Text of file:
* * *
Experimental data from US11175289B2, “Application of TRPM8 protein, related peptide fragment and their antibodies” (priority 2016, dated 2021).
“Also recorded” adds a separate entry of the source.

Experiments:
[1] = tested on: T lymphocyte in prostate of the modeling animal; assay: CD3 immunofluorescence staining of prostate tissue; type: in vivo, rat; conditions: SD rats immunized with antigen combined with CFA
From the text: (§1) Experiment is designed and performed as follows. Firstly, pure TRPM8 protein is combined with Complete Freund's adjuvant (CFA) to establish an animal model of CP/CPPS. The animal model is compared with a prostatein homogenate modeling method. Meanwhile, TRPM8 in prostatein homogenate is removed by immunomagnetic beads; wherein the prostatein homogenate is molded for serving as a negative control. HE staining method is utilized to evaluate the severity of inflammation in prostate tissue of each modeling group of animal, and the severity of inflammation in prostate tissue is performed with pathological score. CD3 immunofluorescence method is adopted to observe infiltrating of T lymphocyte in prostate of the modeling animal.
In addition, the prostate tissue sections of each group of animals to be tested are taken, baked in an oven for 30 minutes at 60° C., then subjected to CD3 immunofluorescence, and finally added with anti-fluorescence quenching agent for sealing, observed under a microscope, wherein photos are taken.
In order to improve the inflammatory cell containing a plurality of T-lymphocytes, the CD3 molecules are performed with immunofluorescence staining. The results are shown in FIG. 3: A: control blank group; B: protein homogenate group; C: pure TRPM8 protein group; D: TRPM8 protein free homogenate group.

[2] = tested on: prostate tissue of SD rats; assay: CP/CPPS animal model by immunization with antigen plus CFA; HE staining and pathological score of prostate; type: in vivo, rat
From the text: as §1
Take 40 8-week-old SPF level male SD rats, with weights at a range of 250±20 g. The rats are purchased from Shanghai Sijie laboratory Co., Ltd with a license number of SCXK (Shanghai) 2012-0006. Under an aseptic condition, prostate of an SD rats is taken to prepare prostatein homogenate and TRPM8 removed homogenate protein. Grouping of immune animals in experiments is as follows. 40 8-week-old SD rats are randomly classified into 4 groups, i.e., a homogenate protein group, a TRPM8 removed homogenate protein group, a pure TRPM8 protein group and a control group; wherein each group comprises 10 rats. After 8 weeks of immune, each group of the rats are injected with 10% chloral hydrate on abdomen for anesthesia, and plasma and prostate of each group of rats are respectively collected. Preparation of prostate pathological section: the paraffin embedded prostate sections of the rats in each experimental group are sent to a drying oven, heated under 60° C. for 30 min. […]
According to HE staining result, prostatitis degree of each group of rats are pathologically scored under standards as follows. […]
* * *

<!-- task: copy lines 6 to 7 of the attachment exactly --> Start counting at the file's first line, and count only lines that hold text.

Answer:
In addition, the prostate tissue sections of each group of animals to be tested are taken, baked in an oven for 30 minutes at 60° C., then subjected to CD3 immunofluorescence, and finally added with anti-fluorescence quenching agent for sealing, observed under a microscope, wherein photos are taken.
In order to improve the inflammatory cell containing a plurality of T-lymphocytes, the CD3 molecules are performed with immunofluorescence staining. The results are shown in FIG. 3: A: control blank group; B: protein homogenate group; C: pure TRPM8 protein group; D: TRPM8 protein free homogenate group.